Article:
Maybe for the purist longhorn breeders Brandon, but these already had their horns bobbed. I got them for $250 each, so I'll cross them with a Charolais I'm looking to buy and sell their calves. Shouldn't take too long to make the $250 back. I kept all of them in a holding area of mine for a little over a week to watch them - that's why I bought 8 instead of 10, two of them were just too wild. Overall they seem quite calm cattle. I really have no interest in horns, as it makes it harder for them to go through my squeeze chute, and makes calves worth less.

Vette, not sure what lasting affects the chemo had :lol2: But, they do add color, that's for sure. Kind of makes the herd a little more interesting to look at. Cheap entertainment I guess.
Great choice of bulls--- !! :tiphat:
 

chippie

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Beefy":361rq7ln said:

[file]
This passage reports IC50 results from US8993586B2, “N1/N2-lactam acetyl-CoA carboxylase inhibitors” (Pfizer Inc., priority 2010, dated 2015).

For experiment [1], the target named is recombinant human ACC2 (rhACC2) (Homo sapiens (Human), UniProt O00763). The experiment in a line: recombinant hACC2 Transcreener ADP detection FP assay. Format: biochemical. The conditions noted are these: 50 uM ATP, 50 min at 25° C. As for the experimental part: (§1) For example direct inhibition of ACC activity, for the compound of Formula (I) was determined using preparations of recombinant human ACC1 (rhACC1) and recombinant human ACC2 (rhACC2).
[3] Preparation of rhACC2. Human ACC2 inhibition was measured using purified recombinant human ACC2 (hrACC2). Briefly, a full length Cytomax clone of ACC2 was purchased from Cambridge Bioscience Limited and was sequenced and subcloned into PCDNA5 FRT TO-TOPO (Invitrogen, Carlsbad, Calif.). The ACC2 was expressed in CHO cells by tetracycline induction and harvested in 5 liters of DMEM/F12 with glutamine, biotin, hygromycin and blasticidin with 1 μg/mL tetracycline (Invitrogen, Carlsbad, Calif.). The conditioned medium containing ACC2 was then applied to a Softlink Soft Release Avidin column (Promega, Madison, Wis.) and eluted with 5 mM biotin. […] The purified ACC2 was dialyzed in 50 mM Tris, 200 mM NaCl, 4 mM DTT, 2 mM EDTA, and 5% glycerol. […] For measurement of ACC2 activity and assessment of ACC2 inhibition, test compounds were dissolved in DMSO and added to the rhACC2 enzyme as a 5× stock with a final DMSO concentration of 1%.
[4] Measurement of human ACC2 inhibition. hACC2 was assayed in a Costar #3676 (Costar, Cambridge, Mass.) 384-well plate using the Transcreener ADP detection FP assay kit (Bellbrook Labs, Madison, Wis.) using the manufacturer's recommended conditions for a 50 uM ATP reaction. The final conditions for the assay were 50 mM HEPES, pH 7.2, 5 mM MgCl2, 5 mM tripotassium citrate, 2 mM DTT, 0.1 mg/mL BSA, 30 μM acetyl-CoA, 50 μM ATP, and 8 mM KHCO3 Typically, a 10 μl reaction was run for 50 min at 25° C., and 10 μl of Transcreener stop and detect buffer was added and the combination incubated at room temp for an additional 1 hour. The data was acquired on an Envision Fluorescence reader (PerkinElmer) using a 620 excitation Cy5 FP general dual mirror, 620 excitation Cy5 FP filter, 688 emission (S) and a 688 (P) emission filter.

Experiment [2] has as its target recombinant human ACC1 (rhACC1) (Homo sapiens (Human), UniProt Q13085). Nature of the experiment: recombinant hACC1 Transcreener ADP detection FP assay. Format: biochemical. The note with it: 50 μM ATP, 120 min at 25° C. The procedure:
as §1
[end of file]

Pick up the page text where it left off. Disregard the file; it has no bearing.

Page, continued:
i often wonder why there is no shaking head emoticon...

Is this what you are looking for?

no.gif


Re: cows -- The price was certainly right
happy.gif

You'll get your money back. I like the one whose horn point down. The Charlois should put the meat on the calves.
 

farmwriter

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Congrats on your LH purchase. We've been able to make money on them b/c they're so dang cheap. Solid black steers (we breed to angus bull) go to sale barn and do okay. Loud color steers go in the freezer. We keep any good heifers. They'll eat back weeds and vines much more willingly than the 'beef' cows, too. Still wish I could see some of those LHxChar calves!
 

Beefy

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next thing you'll know they'll be goats running all over the place.

that first longhorn is pretty. the one with the funny horns looks like a beefmaster cow i have in the face.